Margaret Livingston Vetch
Stefan Bielinski

Born in Albany in 1681, Margaret was the eldest daughter of Robert Livingston and Alida Schuyler's nine children. With Alida a particularly active businesswoman and mother, Margaret could be expected to help out raising younger brothers and sisters.

In 1700, her family's landmark Albany home was the site of her marriage to Samuel Vetch - a recently arrived Scottish adventurer, distant relative, friend of her brother, and thirteen years older than the 19-year-old bride. Margarita Livingston VetchVetch's biography offers rare insight on their courtship. A year later, their only daughter, Alida, was baptized in the Albany Dutch church. Shortly thereafter, mother and daughter were painted by an unknown artist.

Although they were frequent guests at the Livingston Manor House and maintained her family's winter home in Albany, the new couple were given a "palatial residence" in New York City from where Samuel Vetch could pursue his sometimes-shady commercial interests. These ambitions included long and frequent absences which left Margaret alone in the large Manhattan house - often with good reason to fear that her husband had been lost at sea. During those years, she began trading and shipping - but not on the scale of her mother.

Vetch's business and public service took him to Boston and to Annapolis Royal. His family lived with him in those places while he was "home." But Vetch moved too often to accomodate any real family life. In 1706, Margaret gave birth to a son, the sickly "Billy," to a stillborn baby in 1713, and, in 1722 - at age forty-one, to an unnamed daughter who died in infancy.

Throughout the marriage, Vetch suffered disappointed ambitions and financial reversals. In 1717, he sailed to London and, against his wishes, was followed by Margaret and Billy - Alida being left with family in Boston. The Vetches stayed in England and nothing more was heard of their son.

Samuel Vetch's fortunes continued to decline until his death in debtors prison in 1732. His widow was stranded in England and troubled by creditors. With her daughter now married and her parents both dead, Margaret returned to New York. Utilizing her inheritance, she resumed trading, coddled her grandchildren, and lived on Manhattan until her death in the summer of 1758.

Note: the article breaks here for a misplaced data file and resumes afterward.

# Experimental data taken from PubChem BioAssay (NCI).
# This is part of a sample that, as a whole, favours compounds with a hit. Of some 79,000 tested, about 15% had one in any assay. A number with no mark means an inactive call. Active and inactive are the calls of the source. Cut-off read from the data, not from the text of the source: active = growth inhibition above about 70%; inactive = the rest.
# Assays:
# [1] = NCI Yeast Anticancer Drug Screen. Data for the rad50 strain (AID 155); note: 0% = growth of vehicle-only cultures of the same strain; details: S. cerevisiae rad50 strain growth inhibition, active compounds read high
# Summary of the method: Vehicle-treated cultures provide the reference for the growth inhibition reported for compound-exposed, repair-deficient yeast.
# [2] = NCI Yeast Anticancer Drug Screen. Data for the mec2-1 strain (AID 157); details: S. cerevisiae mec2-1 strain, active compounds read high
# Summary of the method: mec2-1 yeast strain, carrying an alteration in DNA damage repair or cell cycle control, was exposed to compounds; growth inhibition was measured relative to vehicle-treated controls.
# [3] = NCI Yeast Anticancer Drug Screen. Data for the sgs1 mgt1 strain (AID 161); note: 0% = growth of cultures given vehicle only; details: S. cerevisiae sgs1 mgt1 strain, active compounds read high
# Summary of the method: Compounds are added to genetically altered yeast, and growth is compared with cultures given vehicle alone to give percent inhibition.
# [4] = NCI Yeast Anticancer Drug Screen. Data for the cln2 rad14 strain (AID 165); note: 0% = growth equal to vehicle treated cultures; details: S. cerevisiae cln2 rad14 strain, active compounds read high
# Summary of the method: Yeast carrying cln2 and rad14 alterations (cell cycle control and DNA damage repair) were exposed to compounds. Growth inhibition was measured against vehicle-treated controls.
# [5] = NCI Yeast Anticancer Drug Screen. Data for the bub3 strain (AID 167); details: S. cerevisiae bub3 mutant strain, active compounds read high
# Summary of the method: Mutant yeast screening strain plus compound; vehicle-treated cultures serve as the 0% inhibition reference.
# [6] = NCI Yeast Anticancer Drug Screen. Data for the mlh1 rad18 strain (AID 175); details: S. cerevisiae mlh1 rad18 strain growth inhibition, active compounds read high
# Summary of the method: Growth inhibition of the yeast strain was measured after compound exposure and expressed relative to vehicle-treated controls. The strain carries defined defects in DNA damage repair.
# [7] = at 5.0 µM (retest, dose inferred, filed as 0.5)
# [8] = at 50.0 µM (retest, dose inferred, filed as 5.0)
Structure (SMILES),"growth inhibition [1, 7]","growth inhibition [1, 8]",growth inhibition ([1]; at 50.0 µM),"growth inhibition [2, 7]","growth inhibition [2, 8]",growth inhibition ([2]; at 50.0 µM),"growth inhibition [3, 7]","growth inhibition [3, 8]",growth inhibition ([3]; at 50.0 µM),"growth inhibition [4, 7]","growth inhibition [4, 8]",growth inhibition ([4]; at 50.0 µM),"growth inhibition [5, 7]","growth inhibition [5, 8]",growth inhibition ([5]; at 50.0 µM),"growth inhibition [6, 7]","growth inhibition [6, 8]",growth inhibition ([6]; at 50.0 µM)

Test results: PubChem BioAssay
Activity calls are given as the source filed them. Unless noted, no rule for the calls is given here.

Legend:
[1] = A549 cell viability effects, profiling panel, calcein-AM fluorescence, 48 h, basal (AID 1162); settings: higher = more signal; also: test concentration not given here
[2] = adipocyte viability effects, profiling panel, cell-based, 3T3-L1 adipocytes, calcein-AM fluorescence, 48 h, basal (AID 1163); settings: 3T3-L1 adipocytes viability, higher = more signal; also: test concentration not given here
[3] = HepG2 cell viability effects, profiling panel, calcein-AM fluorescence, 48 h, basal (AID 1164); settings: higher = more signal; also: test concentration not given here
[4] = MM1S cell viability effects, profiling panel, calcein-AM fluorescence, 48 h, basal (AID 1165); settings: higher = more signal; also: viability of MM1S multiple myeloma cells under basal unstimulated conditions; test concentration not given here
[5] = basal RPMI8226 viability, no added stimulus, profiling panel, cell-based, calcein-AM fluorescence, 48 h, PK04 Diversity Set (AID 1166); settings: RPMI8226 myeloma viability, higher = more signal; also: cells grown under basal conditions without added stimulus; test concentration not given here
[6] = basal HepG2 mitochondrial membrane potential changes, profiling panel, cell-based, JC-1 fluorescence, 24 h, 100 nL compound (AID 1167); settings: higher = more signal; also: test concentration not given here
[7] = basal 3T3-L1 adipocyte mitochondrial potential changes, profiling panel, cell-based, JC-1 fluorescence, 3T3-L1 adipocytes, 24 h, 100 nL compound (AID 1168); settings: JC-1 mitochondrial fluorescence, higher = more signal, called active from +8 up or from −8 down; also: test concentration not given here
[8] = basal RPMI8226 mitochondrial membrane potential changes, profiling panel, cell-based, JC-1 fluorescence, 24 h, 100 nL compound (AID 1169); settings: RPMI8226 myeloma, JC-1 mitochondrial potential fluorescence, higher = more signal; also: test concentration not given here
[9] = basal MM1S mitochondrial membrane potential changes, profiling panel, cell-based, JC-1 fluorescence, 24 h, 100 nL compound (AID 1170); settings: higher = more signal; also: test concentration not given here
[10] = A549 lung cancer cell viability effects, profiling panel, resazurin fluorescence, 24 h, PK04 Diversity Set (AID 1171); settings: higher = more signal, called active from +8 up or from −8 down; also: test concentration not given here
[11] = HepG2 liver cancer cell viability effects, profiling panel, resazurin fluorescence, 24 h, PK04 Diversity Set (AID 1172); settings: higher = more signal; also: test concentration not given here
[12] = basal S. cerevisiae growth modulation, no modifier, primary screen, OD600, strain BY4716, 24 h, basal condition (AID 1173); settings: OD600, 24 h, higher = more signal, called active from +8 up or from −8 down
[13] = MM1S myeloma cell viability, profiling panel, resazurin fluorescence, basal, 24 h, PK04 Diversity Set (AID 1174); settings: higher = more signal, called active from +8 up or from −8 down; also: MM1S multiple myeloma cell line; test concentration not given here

the people of colonial Albany Sources: The life of Margaret Livingston Vetch is CAP biography number 1069. This profile is derived chiefly from family and community-based resources.

The following is excerpted from G. M. Waller, Samuel Vetch: Colonial Enterpriser (Chapel Hill, NC, 1960), pp. 44-45. In March 1700, Margaret Livingston's uncle wrote to her father that he heard that Vetch "was making love to your daughter, Margaret." He added that "if any such thing be concluded with you, I wish them much joy." But the same person, who had actually witnessed the baptism of Samuel Vetch thirty-two years earlier, felt compelled to tell his brother "my positive advice that you do what you can to oppose it." But if the advice was "too late," then "nothing should be said about it at all."

Portrait believed to be Margarita Livingston Vetch (1681-1758) and her oldest child Alida Vetch (born 1701), painted about 1705 by an unknown artist. Collection of the Museum of the City of New York. This image is derived from G. M. Waller, Samuel Vetch, Colonial Enterpriser.

Margaret Vetch imported dry goods, rum, and wine and shipped out beaver skins. She resumed trading after Vetch's death. See Cynthia A. Kierner, Traders and Gentlefolk: The Livingstons of New York, 1675-1790 (Ithaca, 1992), 50-53, 61-63.

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first posted: 3/17/00; last revised 2/5/06